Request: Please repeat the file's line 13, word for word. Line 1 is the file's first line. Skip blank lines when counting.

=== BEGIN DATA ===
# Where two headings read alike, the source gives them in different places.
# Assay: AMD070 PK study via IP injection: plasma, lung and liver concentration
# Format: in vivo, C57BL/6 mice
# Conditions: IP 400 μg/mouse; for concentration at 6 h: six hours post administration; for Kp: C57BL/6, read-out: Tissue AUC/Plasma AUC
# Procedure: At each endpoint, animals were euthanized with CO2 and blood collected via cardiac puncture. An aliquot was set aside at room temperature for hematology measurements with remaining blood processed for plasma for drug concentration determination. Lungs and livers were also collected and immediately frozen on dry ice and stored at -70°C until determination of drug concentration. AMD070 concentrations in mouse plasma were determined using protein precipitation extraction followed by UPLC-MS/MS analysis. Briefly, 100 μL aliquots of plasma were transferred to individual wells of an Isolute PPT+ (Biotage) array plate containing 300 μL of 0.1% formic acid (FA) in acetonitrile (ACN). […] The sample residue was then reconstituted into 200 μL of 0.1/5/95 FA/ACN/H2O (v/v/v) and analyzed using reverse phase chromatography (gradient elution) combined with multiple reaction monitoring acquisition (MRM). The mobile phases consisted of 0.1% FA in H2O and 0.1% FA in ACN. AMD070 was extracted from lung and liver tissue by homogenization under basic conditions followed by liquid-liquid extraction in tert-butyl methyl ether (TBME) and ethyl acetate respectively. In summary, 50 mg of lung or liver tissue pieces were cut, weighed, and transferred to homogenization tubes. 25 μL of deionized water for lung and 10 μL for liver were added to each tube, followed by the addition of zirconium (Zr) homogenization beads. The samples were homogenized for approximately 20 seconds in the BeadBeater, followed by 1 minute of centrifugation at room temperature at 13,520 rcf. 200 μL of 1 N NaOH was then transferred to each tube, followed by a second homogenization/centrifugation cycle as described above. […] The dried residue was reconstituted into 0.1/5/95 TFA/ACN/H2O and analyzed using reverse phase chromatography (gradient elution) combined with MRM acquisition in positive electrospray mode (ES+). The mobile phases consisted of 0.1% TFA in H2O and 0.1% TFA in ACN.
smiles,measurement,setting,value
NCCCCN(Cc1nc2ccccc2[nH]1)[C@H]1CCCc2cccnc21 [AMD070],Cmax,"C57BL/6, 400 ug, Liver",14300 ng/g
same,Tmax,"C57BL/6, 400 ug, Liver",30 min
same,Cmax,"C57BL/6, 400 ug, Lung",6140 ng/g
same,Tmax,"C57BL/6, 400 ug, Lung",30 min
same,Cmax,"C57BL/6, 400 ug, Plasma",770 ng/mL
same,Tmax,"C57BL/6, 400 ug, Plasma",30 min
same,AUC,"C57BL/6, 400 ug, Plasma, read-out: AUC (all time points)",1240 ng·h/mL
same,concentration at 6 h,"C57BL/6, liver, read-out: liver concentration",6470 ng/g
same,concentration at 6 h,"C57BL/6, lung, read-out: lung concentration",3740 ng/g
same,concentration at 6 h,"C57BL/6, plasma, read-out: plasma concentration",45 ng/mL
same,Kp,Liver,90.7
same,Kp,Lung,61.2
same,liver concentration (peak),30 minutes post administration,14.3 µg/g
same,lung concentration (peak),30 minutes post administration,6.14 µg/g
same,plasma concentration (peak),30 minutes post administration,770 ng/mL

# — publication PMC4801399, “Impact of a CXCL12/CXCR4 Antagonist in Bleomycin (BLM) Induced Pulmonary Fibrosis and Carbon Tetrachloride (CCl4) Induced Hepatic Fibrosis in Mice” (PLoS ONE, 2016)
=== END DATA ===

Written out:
same,AUC,"C57BL/6, 400 ug, Plasma, read-out: AUC (all time points)",1240 ng·h/mL